Plenty of bands are sitting out the recession. But Rush, which will be at Riverport at 8 p.m. June 12, gambled - and won. The Canadian rock trio is filling arenas while many other shows are languishing on the road.
Rush forged an ever-evolving sound on its new album, "Roll the Bones," taking a chance when other bands stayed put.
Providence played a prominent role, although drummer and lyricist Neil Peart says it wasn't planned that way.
"The idea of chance and randomness on the album came out of one incidental image - the wild card. I thought of that image more and more: how randomness affects us as a band, and people at large. There are so many different areas.
"There are things for which there is no explanation," Peart says. The only answer I can come up with is: It happens because it happens. And if things occur, what can we do about them?"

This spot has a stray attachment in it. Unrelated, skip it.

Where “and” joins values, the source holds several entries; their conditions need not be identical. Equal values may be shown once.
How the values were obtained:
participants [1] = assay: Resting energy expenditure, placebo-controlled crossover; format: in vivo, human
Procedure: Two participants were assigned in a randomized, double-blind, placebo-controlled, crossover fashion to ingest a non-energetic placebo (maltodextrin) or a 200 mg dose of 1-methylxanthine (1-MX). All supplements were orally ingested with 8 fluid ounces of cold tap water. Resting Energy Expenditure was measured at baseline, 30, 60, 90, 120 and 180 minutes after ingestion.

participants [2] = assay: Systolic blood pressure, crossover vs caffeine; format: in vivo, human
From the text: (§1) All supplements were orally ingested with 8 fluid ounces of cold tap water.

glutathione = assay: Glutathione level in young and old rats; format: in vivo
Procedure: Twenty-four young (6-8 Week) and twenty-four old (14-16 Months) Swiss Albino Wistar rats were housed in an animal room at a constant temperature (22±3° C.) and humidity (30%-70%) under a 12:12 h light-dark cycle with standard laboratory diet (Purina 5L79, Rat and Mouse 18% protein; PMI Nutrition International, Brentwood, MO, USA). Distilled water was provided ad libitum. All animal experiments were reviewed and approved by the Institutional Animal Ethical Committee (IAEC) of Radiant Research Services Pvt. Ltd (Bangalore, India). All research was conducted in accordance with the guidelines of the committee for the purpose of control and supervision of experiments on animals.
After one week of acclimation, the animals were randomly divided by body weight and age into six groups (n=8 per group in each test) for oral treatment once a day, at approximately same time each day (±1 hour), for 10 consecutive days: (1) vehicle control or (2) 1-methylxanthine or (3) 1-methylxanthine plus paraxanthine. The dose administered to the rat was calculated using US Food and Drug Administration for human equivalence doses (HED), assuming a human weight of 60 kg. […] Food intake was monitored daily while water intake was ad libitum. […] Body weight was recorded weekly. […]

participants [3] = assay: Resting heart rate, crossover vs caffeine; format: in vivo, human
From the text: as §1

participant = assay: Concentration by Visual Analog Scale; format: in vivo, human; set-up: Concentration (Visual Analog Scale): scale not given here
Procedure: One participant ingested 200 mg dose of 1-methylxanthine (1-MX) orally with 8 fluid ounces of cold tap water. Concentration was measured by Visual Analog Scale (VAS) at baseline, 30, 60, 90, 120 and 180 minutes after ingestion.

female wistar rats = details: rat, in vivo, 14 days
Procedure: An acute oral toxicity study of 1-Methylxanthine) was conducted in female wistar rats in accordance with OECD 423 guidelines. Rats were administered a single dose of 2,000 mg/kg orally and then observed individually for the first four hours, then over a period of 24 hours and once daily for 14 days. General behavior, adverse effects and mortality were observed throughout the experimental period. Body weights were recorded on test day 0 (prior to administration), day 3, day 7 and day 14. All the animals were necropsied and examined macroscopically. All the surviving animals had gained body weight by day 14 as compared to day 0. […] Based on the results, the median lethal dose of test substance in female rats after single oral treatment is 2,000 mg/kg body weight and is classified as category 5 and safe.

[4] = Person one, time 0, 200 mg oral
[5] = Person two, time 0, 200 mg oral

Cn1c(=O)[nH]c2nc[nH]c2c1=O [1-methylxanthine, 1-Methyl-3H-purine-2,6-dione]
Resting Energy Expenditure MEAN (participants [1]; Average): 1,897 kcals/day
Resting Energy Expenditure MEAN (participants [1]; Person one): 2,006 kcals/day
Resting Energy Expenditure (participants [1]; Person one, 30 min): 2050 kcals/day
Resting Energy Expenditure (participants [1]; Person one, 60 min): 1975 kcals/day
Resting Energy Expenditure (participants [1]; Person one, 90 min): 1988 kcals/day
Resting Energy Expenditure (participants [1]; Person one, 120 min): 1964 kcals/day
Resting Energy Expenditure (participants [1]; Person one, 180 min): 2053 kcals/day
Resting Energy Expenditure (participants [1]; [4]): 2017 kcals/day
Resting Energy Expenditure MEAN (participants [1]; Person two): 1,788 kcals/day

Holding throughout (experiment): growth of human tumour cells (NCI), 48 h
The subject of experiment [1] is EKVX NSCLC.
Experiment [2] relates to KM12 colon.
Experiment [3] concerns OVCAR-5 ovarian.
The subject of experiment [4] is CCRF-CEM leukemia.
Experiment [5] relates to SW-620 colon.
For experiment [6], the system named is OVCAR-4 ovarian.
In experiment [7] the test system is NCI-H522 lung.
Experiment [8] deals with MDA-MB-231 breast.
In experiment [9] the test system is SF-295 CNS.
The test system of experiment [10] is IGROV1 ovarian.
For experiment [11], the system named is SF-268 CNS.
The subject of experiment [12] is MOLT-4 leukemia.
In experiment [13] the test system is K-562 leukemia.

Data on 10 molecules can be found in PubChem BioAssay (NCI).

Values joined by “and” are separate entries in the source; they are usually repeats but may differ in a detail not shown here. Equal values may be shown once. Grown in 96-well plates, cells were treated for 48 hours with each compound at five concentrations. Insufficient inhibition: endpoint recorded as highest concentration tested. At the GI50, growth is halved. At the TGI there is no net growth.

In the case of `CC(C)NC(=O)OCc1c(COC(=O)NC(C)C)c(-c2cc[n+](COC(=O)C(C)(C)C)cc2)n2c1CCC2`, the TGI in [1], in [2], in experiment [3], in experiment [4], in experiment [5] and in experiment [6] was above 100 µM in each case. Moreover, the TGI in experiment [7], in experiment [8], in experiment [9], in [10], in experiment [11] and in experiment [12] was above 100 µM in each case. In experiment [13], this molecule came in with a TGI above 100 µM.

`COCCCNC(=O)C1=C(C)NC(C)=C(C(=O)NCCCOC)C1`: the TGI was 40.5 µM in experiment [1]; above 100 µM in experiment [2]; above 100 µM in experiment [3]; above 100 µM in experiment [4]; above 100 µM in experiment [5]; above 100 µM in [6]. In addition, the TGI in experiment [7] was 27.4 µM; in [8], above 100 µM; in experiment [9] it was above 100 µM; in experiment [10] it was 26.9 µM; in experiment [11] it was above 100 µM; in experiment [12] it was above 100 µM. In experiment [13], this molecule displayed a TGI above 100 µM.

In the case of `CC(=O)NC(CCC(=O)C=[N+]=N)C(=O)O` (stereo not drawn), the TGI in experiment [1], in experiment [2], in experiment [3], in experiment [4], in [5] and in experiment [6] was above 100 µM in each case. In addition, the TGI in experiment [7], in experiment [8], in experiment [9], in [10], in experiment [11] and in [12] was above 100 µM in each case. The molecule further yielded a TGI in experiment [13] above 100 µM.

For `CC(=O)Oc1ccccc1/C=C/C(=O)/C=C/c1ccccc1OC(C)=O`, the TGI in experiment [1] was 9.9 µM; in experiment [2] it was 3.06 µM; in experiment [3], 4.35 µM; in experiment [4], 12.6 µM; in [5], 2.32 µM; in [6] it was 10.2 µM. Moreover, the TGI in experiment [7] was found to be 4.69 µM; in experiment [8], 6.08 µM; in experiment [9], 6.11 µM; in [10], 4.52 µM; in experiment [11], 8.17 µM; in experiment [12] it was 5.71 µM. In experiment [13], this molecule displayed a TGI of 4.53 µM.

Peart tried to answer these questions in his lyrics. "That's what kept driving me deeper and deeper," he says. "These are the kind of intellectual questions I throw around with my friends, one of whom said, 'Because they happen sounds like something my dad would say.' I'm not trying to diffuse the question. But I wanted to avoid being pretentious."
Things on earth, he says, are "not futile but random."
To come to any conclusion, or to decide on song lyrics, "I had to juggle everything to see if I could say anything.
"I readily confess to being didactic sometimes and not expressing myself as clearly as I should," Peart says. "But one time Geddy (Lee, the band's lead vocalist) pointed out to me that I was just giving my idea, saying what I thought, and asking, 'What do you think?' I'm not saying something is black or white. I'm just saying, 'Maybe this is something you'd like to think about.'"